Colossal Iceberg, “Larsen C”, Breaks Away From Antarctica
Iceberg Larsen C, finally breaks from it’s larger ice shelf
An iceberg weighing more than 1.1 trillion tons, began to split in 2014. It started with small fissures. Soon huge gaps spread between the ice. Glaciologists watch glaciers and ice shelves over long periods of time. This one, in particular, was static for decades.
Recorded increment movements, accelerations as well as major shifts notifies the glaciologists of the minutest changes. The crack noticed in 2014 was just the beginning of the calving of the Larsen C shelf. Since that time, the crack expanded. It traveled north and multiplied the distance from the remainder of the Larsen shelf.
When calving of this magnitude occurs, it affects the ice shelf barrier that connects to it. In turn, this affects the glaciers directly feeding it. Larsen C is one of the largest recorded icebergs to date. It is the size of Delaware and measures 5,800 square kilometers.
Between July 10th and July 12th, the split of Larsen C from the larger shelf occurred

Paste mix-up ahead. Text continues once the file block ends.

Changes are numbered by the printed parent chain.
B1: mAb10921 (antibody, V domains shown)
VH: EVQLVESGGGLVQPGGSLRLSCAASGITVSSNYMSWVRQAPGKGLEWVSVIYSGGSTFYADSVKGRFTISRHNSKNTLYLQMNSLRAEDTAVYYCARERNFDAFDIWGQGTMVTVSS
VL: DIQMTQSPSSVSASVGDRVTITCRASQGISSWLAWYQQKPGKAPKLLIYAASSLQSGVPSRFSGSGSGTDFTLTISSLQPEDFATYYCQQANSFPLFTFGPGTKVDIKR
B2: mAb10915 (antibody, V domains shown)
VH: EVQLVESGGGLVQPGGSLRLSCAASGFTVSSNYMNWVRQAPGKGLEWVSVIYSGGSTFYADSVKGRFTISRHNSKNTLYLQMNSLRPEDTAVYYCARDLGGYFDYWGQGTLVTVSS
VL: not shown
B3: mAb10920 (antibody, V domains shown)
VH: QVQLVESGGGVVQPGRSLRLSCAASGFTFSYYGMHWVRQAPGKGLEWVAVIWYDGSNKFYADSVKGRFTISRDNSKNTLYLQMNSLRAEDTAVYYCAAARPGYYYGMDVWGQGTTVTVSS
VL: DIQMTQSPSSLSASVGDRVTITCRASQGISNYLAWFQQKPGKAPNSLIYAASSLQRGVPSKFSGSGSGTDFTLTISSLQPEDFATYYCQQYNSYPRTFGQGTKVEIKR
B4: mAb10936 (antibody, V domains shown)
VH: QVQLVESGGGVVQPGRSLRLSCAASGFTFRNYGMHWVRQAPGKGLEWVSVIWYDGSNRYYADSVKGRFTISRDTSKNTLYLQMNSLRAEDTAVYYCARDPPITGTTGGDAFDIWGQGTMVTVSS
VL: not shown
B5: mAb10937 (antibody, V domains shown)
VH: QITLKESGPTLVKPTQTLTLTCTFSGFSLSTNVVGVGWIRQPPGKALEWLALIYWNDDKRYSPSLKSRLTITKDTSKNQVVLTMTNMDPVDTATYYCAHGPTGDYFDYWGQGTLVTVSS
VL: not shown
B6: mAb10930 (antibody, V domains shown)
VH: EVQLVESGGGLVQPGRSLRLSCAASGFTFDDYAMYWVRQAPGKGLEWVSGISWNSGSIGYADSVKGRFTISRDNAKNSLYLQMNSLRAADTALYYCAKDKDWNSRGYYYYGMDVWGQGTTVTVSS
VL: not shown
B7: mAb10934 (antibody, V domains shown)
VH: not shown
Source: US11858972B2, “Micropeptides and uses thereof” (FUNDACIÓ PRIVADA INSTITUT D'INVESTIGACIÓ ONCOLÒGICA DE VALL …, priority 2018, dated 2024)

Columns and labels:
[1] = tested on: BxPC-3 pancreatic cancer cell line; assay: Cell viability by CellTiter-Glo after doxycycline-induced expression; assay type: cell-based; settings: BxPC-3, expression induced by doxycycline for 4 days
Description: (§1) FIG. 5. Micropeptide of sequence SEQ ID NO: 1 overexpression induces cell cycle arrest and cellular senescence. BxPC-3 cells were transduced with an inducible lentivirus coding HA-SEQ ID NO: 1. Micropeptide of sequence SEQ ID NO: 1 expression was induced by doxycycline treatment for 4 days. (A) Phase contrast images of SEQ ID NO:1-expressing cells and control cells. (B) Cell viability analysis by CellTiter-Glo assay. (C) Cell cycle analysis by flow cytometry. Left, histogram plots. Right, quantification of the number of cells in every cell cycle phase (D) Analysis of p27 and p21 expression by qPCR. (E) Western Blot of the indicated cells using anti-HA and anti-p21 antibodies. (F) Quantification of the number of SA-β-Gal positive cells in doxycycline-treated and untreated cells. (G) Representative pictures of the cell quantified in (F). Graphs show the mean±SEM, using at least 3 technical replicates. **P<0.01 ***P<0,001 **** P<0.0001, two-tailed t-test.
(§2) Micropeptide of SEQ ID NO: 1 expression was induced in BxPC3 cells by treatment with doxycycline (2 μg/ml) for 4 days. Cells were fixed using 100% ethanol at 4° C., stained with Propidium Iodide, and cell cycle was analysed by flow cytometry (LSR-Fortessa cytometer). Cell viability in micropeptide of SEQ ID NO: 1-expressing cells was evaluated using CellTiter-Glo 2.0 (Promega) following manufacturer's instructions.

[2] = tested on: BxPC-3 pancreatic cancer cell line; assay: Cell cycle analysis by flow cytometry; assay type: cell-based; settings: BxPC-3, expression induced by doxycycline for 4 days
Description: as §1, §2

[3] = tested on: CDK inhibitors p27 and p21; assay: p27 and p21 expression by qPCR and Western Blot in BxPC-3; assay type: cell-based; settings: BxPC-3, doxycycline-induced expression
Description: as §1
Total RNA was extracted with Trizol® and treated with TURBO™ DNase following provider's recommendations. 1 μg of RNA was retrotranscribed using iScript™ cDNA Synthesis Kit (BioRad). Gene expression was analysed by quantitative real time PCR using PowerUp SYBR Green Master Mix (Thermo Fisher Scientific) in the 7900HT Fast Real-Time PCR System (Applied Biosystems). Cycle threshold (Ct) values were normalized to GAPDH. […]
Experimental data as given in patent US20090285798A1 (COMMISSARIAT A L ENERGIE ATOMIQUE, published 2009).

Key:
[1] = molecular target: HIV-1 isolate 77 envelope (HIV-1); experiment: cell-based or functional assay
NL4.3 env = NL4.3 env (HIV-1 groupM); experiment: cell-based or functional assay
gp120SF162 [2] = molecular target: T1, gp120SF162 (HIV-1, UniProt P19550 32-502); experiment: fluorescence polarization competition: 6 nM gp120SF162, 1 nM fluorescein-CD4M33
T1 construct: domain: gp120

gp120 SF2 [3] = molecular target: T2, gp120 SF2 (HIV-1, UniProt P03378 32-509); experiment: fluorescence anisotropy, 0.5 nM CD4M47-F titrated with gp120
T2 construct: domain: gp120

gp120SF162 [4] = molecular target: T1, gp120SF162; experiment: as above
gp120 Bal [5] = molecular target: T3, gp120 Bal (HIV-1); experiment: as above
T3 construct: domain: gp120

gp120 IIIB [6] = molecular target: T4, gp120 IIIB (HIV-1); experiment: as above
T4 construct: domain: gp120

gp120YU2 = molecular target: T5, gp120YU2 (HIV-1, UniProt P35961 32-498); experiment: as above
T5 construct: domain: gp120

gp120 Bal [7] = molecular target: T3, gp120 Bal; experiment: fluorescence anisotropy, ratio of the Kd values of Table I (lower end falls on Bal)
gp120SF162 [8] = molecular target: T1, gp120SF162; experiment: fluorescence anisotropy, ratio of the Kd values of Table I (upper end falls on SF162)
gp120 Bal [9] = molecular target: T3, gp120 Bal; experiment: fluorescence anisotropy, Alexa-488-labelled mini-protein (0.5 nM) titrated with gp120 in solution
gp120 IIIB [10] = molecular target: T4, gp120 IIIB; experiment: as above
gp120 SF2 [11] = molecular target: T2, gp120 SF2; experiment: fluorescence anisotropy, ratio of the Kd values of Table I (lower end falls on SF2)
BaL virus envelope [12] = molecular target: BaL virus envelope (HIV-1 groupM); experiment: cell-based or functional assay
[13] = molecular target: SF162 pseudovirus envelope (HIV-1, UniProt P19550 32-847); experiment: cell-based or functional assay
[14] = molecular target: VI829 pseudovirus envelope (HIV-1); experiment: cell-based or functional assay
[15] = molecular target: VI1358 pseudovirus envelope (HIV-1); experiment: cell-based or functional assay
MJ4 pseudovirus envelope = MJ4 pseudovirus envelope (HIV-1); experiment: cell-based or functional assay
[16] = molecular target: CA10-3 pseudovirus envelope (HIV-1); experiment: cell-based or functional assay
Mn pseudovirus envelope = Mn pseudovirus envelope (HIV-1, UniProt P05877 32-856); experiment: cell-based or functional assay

This break redefines the border shape of the peninsula completely. Larsen C was attached to a bigger shelf which in turn is fed by a glacier. Most often any calving that occurs is legitimate.
They shouldn’t cause any trouble
Certainly, the possibility exists for the sea levels to rise, or the mother shelf to be affected. Even the glacier could have repercussions. However, the rate the shelf is moving doesn’t indicate a problem. It will most likely stay in the general area or break into fragments that will migrate to warmer waters.
Temperatures, ocean currents, waves and winds might impact rift growth or deterioration. These external factors are always taken into account when scientists evaluate their data.
NASA acquired images
NASA has images from its Aqua MOPIS satellite equipment. This instrument takes thermal infrared pictures. Other options for measurement include airborne surveys, automated geophysical instruments, satellites, thermal imagery and relative field work.
The continued study of icebergs, global warming, shifts in the earth, tsunamis, all kinds of natural occurrences are monitored and explored. That is to say; scientists continue their evaluations and searches for interesting changes in the earth’s surface.
We should not be afraid of the changes
Being aware of what is happening around us is important for the continuity of our civilization. Not every change in the world commands us to respond in panic and attitudes of impending doom.
It’s good to know what is happening in Antarctica. Just as important is what is happening in your neck of the woods. Consider yourself informed and educated about planet earth.